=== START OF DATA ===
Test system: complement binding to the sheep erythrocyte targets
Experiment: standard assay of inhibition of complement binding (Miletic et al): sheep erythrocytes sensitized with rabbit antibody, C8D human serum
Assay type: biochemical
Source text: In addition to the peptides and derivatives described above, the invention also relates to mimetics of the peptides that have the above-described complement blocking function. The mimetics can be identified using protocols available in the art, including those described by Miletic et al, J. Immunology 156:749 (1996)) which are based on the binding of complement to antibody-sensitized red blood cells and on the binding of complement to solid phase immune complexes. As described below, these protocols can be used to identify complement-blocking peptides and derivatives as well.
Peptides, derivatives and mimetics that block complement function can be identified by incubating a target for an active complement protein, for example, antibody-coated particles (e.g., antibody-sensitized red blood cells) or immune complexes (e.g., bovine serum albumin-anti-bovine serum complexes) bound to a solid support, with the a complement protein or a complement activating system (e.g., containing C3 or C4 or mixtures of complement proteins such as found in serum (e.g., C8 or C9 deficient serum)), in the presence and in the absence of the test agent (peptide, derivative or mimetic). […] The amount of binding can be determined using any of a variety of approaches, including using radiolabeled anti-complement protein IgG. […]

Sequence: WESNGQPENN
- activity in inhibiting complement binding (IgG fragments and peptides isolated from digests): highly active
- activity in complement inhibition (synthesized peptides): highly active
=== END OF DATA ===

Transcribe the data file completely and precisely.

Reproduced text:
Test system: complement binding to the sheep erythrocyte targets
Experiment: standard assay of inhibition of complement binding (Miletic et al): sheep erythrocytes sensitized with rabbit antibody, C8D human serum
Assay type: biochemical
Source text: In addition to the peptides and derivatives described above, the invention also relates to mimetics of the peptides that have the above-described complement blocking function. The mimetics can be identified using protocols available in the art, including those described by Miletic et al, J. Immunology 156:749 (1996)) which are based on the binding of complement to antibody-sensitized red blood cells and on the binding of complement to solid phase immune complexes. As described below, these protocols can be used to identify complement-blocking peptides and derivatives as well.
Peptides, derivatives and mimetics that block complement function can be identified by incubating a target for an active complement protein, for example, antibody-coated particles (e.g., antibody-sensitized red blood cells) or immune complexes (e.g., bovine serum albumin-anti-bovine serum complexes) bound to a solid support, with the a complement protein or a complement activating system (e.g., containing C3 or C4 or mixtures of complement proteins such as found in serum (e.g., C8 or C9 deficient serum)), in the presence and in the absence of the test agent (peptide, derivative or mimetic). […] The amount of binding can be determined using any of a variety of approaches, including using radiolabeled anti-complement protein IgG. […]

Sequence: WESNGQPENN
- activity in inhibiting complement binding (IgG fragments and peptides isolated from digests): highly active
- activity in complement inhibition (synthesized peptides): highly active